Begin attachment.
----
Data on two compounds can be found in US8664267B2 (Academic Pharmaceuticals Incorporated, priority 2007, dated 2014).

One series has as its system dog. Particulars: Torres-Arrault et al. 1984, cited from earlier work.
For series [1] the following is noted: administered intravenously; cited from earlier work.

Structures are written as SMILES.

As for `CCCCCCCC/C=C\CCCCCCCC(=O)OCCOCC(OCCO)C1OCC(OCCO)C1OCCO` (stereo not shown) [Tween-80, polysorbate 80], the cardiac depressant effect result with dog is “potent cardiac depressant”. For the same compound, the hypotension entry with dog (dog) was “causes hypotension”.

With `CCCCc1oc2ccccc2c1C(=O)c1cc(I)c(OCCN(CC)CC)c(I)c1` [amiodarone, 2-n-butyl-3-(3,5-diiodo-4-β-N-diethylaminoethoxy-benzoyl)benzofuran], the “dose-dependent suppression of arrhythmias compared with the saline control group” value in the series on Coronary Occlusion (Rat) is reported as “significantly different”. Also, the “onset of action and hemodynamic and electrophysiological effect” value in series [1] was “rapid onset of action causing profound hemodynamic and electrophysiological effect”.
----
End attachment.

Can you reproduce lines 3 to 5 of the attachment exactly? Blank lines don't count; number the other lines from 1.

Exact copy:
For series [1] the following is noted: administered intravenously; cited from earlier work.

Structures are written as SMILES.

As for `CCCCCCCC/C=C\CCCCCCCC(=O)OCCOCC(OCCO)C1OCC(OCCO)C1OCCO` (stereo not shown) [Tween-80, polysorbate 80], the cardiac depressant effect result with dog is “potent cardiac depressant”. For the same compound, the hypotension entry with dog (dog) was “causes hypotension”.